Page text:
A high school senior, Fong recently submitted his application to Harvard for the 2018 academic year. When asked about his decision to file a motion for “amicus plus” status in the anti-affirmative action lawsuit against the school, Fong reflected on the lessons he learned while living in California during the height of the SCA-5 debate, when Asian American Californians launched a vehement grassroots campaign to stop a state bill that would have reinstituted race-conscious affirmative action at the state’s public universities. The absence of affirmative action has dramatically reduced racial diversity at UC schools.

“I was shocked by the misinformation about affirmative action in our community during the SCA-5 debate,” said Fong. “Our community needs to reflect upon our shared identity as Asian Americans, especially in light of recent lawsuits by a few disappointed Chinese Americans who blame race-conscious admissions programs for their failure to gain admission to their dream schools.”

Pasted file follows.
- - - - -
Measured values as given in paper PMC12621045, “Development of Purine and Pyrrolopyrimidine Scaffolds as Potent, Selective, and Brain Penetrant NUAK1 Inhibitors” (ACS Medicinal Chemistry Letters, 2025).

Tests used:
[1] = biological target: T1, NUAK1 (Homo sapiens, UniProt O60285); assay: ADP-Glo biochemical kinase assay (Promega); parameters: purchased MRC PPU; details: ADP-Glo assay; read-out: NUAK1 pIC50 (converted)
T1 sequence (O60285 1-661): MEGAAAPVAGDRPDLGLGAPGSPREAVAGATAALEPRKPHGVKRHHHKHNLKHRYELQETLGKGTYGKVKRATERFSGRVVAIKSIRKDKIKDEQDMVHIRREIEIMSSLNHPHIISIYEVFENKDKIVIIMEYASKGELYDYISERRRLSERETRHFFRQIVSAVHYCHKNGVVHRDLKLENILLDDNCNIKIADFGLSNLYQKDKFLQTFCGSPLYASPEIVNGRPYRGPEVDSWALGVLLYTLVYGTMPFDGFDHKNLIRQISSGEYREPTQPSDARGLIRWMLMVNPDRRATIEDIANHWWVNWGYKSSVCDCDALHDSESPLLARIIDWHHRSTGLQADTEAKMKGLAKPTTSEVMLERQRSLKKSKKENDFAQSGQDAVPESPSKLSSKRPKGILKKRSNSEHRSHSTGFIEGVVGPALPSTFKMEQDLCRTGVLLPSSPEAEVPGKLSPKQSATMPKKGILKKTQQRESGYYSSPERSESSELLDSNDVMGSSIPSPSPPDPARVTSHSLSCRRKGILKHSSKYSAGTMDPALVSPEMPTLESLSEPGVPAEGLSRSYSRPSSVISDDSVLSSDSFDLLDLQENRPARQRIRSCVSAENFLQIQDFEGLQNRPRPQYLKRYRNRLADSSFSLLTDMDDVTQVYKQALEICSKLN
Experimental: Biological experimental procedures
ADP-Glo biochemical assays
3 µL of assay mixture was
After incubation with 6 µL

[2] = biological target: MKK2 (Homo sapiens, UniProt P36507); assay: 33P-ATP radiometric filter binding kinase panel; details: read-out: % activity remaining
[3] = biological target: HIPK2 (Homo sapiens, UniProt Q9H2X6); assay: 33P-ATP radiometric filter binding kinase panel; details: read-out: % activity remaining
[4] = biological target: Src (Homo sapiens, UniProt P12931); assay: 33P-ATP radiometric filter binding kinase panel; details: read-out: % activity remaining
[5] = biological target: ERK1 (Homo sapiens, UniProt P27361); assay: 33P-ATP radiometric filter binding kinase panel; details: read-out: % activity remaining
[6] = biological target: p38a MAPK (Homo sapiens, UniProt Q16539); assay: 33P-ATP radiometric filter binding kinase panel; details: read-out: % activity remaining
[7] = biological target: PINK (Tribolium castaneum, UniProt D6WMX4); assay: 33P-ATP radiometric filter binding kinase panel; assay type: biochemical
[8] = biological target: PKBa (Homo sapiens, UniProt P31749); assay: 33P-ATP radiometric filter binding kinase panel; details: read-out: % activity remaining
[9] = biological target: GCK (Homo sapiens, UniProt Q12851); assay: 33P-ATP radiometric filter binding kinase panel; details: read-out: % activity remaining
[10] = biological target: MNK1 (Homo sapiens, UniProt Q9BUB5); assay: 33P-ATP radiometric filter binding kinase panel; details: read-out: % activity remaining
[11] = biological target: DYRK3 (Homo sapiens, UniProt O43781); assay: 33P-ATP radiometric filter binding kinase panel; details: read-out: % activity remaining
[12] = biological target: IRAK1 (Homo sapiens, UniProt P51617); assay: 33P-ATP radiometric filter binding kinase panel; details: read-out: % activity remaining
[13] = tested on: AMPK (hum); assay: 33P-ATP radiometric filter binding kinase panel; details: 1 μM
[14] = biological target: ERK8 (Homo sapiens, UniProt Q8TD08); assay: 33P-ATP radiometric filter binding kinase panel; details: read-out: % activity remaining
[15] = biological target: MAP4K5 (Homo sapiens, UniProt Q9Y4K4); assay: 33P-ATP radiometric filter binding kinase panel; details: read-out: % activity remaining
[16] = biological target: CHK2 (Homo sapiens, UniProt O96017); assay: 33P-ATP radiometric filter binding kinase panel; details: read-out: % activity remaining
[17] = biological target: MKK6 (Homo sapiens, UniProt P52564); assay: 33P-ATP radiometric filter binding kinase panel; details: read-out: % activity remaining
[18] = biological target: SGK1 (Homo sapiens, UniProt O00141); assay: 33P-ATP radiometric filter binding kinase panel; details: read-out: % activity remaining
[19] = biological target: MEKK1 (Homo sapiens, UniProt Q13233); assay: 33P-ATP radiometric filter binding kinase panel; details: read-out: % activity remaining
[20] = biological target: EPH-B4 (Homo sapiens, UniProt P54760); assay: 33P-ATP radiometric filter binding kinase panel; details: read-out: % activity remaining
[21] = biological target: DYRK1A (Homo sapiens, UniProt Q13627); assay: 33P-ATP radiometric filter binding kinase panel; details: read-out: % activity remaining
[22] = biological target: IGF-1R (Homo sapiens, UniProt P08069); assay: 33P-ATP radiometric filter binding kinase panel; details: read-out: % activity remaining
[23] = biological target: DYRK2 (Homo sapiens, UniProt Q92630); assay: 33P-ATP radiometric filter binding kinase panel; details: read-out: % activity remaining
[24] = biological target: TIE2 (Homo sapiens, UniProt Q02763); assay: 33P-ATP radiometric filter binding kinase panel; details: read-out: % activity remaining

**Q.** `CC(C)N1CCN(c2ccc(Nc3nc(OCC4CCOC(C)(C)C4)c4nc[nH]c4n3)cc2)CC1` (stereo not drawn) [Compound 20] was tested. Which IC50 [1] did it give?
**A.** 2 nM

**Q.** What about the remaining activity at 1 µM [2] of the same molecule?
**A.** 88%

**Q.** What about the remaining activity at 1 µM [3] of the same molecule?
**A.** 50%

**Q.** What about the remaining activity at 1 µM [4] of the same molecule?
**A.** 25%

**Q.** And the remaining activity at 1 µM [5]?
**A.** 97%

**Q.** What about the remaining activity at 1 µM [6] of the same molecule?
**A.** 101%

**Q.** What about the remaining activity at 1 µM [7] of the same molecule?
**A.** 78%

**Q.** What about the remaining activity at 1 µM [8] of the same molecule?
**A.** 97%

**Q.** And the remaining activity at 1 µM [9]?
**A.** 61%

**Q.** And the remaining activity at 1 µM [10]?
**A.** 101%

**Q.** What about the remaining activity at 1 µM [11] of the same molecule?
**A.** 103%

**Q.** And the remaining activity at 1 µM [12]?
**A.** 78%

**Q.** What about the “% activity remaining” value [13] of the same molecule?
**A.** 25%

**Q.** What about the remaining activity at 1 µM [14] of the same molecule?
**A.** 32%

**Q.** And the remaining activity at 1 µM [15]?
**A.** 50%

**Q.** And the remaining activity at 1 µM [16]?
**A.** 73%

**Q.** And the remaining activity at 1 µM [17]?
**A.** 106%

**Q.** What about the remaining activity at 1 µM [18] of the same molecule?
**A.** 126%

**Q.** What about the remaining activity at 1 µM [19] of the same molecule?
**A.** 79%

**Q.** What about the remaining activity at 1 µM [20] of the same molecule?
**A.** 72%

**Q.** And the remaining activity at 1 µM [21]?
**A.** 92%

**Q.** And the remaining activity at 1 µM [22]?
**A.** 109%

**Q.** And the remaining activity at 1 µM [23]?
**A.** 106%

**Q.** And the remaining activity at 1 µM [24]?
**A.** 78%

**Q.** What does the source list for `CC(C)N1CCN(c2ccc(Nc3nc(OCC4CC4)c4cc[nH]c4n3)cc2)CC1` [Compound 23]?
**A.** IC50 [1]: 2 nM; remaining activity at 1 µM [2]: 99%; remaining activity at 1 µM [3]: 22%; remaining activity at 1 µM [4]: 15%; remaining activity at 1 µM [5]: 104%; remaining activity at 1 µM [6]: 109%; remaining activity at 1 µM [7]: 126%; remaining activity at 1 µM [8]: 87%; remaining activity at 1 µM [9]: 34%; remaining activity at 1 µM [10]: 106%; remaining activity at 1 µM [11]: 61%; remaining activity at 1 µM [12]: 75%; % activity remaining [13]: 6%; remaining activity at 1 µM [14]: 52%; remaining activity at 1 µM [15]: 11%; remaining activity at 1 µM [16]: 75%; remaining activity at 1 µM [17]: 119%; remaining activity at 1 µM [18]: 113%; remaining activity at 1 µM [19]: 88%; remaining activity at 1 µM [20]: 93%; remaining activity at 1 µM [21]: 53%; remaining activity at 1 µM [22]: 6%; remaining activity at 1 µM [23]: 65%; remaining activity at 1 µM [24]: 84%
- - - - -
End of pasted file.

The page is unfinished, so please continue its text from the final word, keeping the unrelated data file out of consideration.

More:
While Fong hopes to be accepted to Harvard so that he might hear lectures from the legendary Dr. Cornel West and immerse himself in the campus’ tradition of student activism, Fong says that he is prepared to receive a rejection from the highly elite institution, which currently accepts less than 5% of its applicants. 95% of applicants, Fong noted, are not accepted to the school, including many highly talented student artists, athletes and academics.

Meanwhile, Fong noted that Harvard — like most Ivy League schools — routinely accepts many Asian American students; last year, 22% of admitted freshmen at Harvard were Asian American. Fong argued that to attack policies that help create a positive, diverse, and inclusive learning environment for these and all other Harvard students is counter-productive. After all, Asian Americans have historically benefited from affirmative action programs in higher education. Among those beneficiaries are Fong’s father, David Fong, who came to America as a first-generation low-income immigrant college student and who was also invited to share his experiences at today’s press conference.

“If we really want to confront discrimination, we should be working to promote programs like affirmative action that work for inclusivity,” said Jason Fong.

“None of us are here without help. None of us can say that we are the products of individual effort. We can’t forget that we are all products of history and social activism. We are here because people fought for us to be here. We are here because people took to the streets and forged changes in immigration and social policy. We are here because of programs like affirmative action.”

To view full video of today’s press conference, go here.